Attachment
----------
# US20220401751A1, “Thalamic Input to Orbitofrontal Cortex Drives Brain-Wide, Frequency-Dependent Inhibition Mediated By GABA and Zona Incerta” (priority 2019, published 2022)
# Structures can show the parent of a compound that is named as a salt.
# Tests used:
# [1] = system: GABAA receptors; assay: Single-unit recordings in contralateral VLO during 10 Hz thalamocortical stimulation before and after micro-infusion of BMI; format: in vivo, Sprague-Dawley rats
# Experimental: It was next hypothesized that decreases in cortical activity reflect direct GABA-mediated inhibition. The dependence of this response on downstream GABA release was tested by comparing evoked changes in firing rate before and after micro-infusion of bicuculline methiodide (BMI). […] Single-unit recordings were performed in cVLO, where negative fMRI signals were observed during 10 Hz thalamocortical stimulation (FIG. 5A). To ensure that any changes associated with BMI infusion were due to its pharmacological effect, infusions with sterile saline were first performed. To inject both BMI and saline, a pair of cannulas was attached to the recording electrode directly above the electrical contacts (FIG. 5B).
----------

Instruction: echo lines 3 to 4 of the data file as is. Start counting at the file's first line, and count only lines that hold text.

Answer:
# Tests used:
# [1] = system: GABAA receptors; assay: Single-unit recordings in contralateral VLO during 10 Hz thalamocortical stimulation before and after micro-infusion of BMI; format: in vivo, Sprague-Dawley rats